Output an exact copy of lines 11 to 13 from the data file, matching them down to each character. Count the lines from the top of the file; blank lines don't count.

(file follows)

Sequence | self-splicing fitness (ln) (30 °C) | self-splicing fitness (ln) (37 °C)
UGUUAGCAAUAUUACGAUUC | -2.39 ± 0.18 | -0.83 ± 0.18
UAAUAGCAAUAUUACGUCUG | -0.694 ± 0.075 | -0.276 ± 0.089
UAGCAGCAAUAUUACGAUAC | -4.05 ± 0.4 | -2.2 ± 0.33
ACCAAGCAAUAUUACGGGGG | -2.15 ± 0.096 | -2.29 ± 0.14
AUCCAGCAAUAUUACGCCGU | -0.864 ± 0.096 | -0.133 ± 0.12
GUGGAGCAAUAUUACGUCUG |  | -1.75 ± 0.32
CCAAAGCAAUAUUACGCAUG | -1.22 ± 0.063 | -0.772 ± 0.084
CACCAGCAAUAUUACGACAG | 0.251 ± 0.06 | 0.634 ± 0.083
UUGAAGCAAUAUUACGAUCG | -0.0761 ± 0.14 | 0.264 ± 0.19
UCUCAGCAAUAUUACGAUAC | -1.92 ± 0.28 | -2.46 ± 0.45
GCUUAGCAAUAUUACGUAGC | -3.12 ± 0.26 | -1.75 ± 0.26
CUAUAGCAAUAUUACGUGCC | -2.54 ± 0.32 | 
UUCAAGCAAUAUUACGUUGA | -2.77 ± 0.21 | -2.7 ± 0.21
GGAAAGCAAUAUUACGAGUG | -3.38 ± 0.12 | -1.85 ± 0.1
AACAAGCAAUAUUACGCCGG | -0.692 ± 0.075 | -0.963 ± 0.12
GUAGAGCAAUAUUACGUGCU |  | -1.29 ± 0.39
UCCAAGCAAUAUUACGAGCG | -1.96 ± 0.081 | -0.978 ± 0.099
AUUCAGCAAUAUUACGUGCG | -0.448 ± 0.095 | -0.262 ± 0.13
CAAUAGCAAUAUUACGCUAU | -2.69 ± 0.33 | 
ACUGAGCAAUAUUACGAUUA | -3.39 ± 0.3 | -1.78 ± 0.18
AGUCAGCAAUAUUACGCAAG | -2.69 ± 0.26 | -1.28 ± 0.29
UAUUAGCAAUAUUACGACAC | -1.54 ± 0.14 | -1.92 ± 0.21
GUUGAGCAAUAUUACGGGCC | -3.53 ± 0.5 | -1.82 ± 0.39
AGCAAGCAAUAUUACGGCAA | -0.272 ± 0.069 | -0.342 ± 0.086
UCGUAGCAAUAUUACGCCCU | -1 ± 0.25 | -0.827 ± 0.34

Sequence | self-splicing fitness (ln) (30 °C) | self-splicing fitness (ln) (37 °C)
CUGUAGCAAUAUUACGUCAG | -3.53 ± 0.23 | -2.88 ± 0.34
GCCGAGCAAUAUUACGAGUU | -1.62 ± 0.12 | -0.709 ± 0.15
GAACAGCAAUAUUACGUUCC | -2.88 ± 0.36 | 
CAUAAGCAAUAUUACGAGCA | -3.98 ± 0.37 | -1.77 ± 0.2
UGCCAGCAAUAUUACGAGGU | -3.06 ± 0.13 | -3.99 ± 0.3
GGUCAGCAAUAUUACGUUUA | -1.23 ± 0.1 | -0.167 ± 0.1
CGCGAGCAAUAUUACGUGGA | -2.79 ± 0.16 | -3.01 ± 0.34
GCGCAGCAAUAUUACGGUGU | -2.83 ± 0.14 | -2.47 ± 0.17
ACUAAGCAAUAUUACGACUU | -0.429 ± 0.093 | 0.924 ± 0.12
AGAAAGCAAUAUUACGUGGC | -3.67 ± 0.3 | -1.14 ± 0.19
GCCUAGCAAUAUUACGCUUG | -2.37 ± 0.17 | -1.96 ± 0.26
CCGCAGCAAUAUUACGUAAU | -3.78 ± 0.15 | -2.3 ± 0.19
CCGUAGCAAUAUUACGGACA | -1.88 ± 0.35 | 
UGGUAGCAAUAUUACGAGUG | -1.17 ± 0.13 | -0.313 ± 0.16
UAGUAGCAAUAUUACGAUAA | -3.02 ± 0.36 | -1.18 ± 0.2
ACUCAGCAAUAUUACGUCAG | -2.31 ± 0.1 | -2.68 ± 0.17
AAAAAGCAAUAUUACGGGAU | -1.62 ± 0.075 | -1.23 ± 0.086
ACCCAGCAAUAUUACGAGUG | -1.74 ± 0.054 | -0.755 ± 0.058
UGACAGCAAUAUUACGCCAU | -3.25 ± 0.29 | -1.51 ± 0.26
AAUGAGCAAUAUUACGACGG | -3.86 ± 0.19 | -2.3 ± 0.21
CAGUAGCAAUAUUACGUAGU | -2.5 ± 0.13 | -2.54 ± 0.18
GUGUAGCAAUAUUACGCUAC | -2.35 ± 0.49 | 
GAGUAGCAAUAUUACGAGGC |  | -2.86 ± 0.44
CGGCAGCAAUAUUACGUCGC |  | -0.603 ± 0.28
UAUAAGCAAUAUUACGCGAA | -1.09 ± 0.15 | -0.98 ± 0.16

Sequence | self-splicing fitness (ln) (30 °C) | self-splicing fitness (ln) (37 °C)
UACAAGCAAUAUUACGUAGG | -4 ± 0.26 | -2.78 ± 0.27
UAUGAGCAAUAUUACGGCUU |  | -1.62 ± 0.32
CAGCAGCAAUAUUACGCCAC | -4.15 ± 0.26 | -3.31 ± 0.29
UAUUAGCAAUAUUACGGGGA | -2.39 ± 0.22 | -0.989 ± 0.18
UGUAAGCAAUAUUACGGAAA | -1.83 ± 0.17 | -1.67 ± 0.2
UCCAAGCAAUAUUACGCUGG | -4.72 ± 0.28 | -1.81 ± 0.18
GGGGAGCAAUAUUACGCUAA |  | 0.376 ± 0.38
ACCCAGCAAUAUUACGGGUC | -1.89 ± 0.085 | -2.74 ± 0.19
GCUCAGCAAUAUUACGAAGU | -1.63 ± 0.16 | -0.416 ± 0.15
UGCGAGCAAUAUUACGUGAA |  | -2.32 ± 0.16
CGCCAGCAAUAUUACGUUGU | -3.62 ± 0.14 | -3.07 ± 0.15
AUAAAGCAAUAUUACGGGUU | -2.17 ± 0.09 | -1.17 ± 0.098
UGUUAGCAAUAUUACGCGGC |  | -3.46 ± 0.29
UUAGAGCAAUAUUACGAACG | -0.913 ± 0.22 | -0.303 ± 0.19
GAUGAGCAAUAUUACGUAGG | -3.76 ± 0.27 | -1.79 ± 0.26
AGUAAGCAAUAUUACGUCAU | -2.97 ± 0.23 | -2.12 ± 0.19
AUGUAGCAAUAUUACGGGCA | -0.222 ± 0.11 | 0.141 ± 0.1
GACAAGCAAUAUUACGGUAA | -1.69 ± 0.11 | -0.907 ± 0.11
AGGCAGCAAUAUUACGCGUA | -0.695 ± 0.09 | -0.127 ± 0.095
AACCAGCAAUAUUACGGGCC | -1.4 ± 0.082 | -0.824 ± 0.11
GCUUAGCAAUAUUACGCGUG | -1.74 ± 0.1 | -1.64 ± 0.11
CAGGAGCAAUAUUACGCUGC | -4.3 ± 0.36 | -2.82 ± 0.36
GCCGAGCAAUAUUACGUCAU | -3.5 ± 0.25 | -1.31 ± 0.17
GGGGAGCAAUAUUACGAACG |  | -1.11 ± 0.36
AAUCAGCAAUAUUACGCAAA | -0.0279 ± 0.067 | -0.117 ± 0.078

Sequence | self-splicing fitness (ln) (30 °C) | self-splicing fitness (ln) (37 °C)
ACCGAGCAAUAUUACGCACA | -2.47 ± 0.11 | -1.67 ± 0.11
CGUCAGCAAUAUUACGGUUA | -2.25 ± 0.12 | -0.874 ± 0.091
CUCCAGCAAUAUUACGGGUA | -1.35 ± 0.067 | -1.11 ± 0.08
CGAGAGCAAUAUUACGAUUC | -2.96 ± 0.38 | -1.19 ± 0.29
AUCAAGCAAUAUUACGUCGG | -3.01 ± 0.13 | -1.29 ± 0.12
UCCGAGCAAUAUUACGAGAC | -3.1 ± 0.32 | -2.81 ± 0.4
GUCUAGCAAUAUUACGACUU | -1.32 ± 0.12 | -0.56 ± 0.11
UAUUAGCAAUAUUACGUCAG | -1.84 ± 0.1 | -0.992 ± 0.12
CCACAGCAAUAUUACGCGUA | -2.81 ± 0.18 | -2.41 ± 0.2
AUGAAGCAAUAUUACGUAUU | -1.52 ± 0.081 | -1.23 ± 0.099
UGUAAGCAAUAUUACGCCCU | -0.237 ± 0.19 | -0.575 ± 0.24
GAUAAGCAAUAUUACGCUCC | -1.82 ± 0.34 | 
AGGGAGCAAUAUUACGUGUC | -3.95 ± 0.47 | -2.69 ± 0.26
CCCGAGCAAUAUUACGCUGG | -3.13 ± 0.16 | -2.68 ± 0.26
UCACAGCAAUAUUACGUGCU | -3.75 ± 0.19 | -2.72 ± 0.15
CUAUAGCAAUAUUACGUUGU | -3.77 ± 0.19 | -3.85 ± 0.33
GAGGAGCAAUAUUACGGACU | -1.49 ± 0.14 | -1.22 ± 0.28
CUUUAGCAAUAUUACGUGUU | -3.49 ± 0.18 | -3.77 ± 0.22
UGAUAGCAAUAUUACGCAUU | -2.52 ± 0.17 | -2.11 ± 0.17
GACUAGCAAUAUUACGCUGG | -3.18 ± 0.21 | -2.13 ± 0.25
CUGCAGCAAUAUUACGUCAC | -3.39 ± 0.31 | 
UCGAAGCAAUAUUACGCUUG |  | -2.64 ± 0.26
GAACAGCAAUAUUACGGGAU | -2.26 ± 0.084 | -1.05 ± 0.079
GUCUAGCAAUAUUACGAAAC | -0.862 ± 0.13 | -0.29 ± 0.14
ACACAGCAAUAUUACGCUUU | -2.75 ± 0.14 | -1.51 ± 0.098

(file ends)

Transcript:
UCUCAGCAAUAUUACGAUAC | -1.92 ± 0.28 | -2.46 ± 0.45
GCUUAGCAAUAUUACGUAGC | -3.12 ± 0.26 | -1.75 ± 0.26
CUAUAGCAAUAUUACGUGCC | -2.54 ± 0.32 | 